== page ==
Controlling remote assets with SatIoT – the importance of bidirectional communication
23 Feb 2023 | 3 min read
Until now, many organisations – including System Integrators (SIs) and their end users – have struggled to cr...
Over thirty years ago, the advent of satellite positioning technology opened the gates to asset tracking. Satellites, aided by ground infrastructure, have enhanced the positioning horizons from local to national and then to international levels. Parallel to this development, digital communication has undergone a transition, with the Internet of Things (IoT) penetrating various industries, such as transportation, factories, personal devices, homes, buildings, etc., to provide stable and reliable connectivity and communication. During these years, ground networks have been set up and implemented to achieve these IoT connections.
Capitalizing on the development of satellite positioning technology and the progress of the IoT, industries have started producing automotive, agricultural, logistics, and other trackers with accurate positioning capability, reducing their size over time. Yet, these trackers tend to operate only in areas with connectivity infrastructure. It is possible to establish connectivity even where such an infrastructure is absent, although it entails an alternative pathway via a nanosatellite network. A nanosatellite network consists of small and low-cost satellites working alongside the asset tracker to perform remote operations such as monitoring and maintaining assets in the maritime, agriculture, and livestock industries, to mention but a few. This technology, known as satellite IoT, is becoming increasingly available. It is highly advantageous for companies that need secure and reliable IoT satellite communication with assets located in isolated places.
One main challenge for asset-tracking devices that rely on satellite IoT connectivity is power consumption, which mainly depends on the design of devices and how often they need to update their position. Over time, IoT project designers have employed essential design considerations to reduce power consumption to a minimum. As a result, the power demand that constrained IoT applications such as asset tracking need today is a mere fraction of the one required fifteen years ago. But even if devices have been shaped considering various strategies to achieve ultra-low levels of power consumption, when these are in remote places without access to a power supply or regular battery replacement, design considerations might not suffice.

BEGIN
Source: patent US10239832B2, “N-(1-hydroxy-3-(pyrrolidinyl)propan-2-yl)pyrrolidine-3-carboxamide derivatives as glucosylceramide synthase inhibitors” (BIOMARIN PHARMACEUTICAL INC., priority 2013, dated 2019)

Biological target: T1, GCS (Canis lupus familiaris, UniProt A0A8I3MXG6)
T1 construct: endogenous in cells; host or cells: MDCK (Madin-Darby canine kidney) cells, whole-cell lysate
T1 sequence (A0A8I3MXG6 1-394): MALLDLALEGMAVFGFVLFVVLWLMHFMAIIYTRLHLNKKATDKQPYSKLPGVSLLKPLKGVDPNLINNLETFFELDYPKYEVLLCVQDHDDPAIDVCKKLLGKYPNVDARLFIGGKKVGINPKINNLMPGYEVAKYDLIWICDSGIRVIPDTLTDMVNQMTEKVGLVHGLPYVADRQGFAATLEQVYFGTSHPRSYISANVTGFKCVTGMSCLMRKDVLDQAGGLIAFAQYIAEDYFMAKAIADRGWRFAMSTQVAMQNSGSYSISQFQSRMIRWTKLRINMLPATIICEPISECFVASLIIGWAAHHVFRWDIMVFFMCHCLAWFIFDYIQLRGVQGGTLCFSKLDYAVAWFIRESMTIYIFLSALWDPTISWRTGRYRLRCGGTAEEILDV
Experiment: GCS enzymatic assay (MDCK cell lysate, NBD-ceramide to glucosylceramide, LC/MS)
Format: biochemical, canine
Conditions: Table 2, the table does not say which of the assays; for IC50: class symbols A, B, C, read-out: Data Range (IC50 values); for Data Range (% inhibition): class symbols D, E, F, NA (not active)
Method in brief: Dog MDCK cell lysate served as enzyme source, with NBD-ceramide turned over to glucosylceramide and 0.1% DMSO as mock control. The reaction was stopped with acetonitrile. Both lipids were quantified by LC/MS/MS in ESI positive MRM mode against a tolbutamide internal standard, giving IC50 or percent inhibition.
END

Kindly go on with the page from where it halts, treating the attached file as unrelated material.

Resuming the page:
Take an asset-tracking device that can update its position sparingly, for example, a “smart metering” application, which only requires periodic measurements. One would think that, in this case, the power drain isn’t much because the device is not in continuous ‘tracking mode.’ However, a GNSS receiver module that directly obtains information from a satellite consumes much more power compared to one that connects to terrestrial infrastructure. When a smart meter is switched on, it might require tens of seconds or even minutes to compute a position fix, depending on the satellite signal’s strength. This time is enough to consume significant percentages of the battery, an issue far from convenient for assets placed in remote places.
Does this consumption dilemma have any solution? To answer this question, first, we need to review the necessary components for asset tracking through satellite IoT connectivity.
You need roughly three main ingredients to set up satellite IoT connectivity tracking. The first is an LEO (Low Earth Orbit) satellite. LEO satellites orbit low above the surface, between 200 and 2,000 kilometers. To ensure adequate communication coverage and capacity, LEO satellites work in concert with other satellites, a constellation. The second element is a GNSS receiver, which captures positioning information from the satellite constellation. Finally, satellite IoT connectivity trackers must communicate with a cloud location service. Doing so minimizes power consumption, although still providing fair accuracy. First things first. Let us focus on the GNSS receiver and the cloud location service facilitating satellite IoT connectivity tracking. Today’s GNSS receivers must possess specific characteristics to become good candidates for this enterprise. The three principal ones are a small form factor, ultra-low power consumption, and adaptability to small antennas. The u-blox MAX-M10 is a GNSS receiver fulfilling them all. In terms of size, with its 100mm2, this module enables easy integration when facing space constraints. It also delivers ultra-low power for asset-tracking devices and does not require external components. And even if the size is nano, this does not compromise GNSS positioning performance. Finally, adaptability to small antennas enables this GNSS receiver to operate at the same frequency as other components within the tracker device, considerably impacting the tracker’s size as only one antenna is needed.